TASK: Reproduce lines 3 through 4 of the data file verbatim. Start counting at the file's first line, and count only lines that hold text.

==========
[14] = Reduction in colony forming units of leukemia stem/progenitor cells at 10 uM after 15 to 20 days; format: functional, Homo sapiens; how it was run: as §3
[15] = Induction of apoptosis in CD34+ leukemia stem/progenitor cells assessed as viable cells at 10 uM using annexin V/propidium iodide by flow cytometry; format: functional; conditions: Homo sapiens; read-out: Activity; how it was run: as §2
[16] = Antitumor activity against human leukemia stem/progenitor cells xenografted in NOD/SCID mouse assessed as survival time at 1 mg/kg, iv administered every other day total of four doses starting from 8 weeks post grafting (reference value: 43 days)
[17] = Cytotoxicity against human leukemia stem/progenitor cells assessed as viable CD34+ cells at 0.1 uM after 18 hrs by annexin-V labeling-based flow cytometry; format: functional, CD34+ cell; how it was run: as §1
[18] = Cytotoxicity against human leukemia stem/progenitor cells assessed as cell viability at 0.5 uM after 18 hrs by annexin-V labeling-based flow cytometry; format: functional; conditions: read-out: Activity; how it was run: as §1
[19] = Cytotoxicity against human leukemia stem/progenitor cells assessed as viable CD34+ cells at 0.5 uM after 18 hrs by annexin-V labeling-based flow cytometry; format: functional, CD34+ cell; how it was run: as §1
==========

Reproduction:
[16] = Antitumor activity against human leukemia stem/progenitor cells xenografted in NOD/SCID mouse assessed as survival time at 1 mg/kg, iv administered every other day total of four doses starting from 8 weeks post grafting (reference value: 43 days)
[17] = Cytotoxicity against human leukemia stem/progenitor cells assessed as viable CD34+ cells at 0.1 uM after 18 hrs by annexin-V labeling-based flow cytometry; format: functional, CD34+ cell; how it was run: as §1